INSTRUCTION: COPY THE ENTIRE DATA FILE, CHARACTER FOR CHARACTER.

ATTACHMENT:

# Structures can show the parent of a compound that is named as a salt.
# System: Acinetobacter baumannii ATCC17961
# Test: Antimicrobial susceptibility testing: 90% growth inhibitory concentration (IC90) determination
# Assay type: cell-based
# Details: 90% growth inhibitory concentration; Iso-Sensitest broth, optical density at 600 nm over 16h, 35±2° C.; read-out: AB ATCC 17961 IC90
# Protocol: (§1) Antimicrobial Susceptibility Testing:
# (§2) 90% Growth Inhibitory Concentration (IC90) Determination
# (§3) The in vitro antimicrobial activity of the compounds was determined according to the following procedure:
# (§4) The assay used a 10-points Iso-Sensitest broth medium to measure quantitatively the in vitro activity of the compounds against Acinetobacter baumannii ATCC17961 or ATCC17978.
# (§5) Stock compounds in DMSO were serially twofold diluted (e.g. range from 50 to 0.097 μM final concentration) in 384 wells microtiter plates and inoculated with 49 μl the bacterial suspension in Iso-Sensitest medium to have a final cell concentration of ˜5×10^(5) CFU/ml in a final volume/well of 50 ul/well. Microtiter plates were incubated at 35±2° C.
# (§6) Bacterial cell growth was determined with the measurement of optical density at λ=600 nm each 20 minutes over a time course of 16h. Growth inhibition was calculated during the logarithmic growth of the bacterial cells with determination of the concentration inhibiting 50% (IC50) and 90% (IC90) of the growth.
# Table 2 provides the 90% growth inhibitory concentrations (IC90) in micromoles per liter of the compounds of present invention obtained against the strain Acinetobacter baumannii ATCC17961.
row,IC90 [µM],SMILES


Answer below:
# Structures can show the parent of a compound that is named as a salt.
# System: Acinetobacter baumannii ATCC17961
# Test: Antimicrobial susceptibility testing: 90% growth inhibitory concentration (IC90) determination
# Assay type: cell-based
# Details: 90% growth inhibitory concentration; Iso-Sensitest broth, optical density at 600 nm over 16h, 35±2° C.; read-out: AB ATCC 17961 IC90
# Protocol: (§1) Antimicrobial Susceptibility Testing:
# (§2) 90% Growth Inhibitory Concentration (IC90) Determination
# (§3) The in vitro antimicrobial activity of the compounds was determined according to the following procedure:
# (§4) The assay used a 10-points Iso-Sensitest broth medium to measure quantitatively the in vitro activity of the compounds against Acinetobacter baumannii ATCC17961 or ATCC17978.
# (§5) Stock compounds in DMSO were serially twofold diluted (e.g. range from 50 to 0.097 μM final concentration) in 384 wells microtiter plates and inoculated with 49 μl the bacterial suspension in Iso-Sensitest medium to have a final cell concentration of ˜5×10^(5) CFU/ml in a final volume/well of 50 ul/well. Microtiter plates were incubated at 35±2° C.
# (§6) Bacterial cell growth was determined with the measurement of optical density at λ=600 nm each 20 minutes over a time course of 16h. Growth inhibition was calculated during the logarithmic growth of the bacterial cells with determination of the concentration inhibiting 50% (IC50) and 90% (IC90) of the growth.
# Table 2 provides the 90% growth inhibitory concentrations (IC90) in micromoles per liter of the compounds of present invention obtained against the strain Acinetobacter baumannii ATCC17961.
row,IC90 [µM],SMILES